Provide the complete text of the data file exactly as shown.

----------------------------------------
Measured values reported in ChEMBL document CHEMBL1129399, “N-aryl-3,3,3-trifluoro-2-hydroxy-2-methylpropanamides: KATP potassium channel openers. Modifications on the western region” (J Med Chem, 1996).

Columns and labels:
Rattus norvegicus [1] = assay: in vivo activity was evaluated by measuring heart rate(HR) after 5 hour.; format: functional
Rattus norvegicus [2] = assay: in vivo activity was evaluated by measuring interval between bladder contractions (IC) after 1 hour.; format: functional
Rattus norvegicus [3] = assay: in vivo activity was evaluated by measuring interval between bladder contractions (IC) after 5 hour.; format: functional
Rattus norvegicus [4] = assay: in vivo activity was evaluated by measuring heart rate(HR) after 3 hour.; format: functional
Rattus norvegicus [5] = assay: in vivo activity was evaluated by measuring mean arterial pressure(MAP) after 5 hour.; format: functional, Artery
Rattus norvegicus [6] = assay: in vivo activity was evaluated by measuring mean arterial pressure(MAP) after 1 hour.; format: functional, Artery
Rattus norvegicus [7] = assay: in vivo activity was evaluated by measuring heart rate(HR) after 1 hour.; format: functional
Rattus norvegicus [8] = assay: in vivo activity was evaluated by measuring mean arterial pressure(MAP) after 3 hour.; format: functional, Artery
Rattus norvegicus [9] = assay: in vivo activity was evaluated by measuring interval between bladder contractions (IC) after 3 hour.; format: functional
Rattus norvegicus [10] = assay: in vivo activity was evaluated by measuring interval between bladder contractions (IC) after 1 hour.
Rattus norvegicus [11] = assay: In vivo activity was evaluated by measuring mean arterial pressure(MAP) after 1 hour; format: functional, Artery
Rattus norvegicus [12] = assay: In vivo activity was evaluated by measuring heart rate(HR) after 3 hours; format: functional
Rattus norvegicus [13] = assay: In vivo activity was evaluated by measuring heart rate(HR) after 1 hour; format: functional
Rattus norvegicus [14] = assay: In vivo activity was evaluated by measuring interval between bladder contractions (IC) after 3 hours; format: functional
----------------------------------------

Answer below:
Measured values reported in ChEMBL document CHEMBL1129399, “N-aryl-3,3,3-trifluoro-2-hydroxy-2-methylpropanamides: KATP potassium channel openers. Modifications on the western region” (J Med Chem, 1996).

Columns and labels:
Rattus norvegicus [1] = assay: in vivo activity was evaluated by measuring heart rate(HR) after 5 hour.; format: functional
Rattus norvegicus [2] = assay: in vivo activity was evaluated by measuring interval between bladder contractions (IC) after 1 hour.; format: functional
Rattus norvegicus [3] = assay: in vivo activity was evaluated by measuring interval between bladder contractions (IC) after 5 hour.; format: functional
Rattus norvegicus [4] = assay: in vivo activity was evaluated by measuring heart rate(HR) after 3 hour.; format: functional
Rattus norvegicus [5] = assay: in vivo activity was evaluated by measuring mean arterial pressure(MAP) after 5 hour.; format: functional, Artery
Rattus norvegicus [6] = assay: in vivo activity was evaluated by measuring mean arterial pressure(MAP) after 1 hour.; format: functional, Artery
Rattus norvegicus [7] = assay: in vivo activity was evaluated by measuring heart rate(HR) after 1 hour.; format: functional
Rattus norvegicus [8] = assay: in vivo activity was evaluated by measuring mean arterial pressure(MAP) after 3 hour.; format: functional, Artery
Rattus norvegicus [9] = assay: in vivo activity was evaluated by measuring interval between bladder contractions (IC) after 3 hour.; format: functional
Rattus norvegicus [10] = assay: in vivo activity was evaluated by measuring interval between bladder contractions (IC) after 1 hour.
Rattus norvegicus [11] = assay: In vivo activity was evaluated by measuring mean arterial pressure(MAP) after 1 hour; format: functional, Artery
Rattus norvegicus [12] = assay: In vivo activity was evaluated by measuring heart rate(HR) after 3 hours; format: functional
Rattus norvegicus [13] = assay: In vivo activity was evaluated by measuring heart rate(HR) after 1 hour; format: functional
Rattus norvegicus [14] = assay: In vivo activity was evaluated by measuring interval between bladder contractions (IC) after 3 hours; format: functional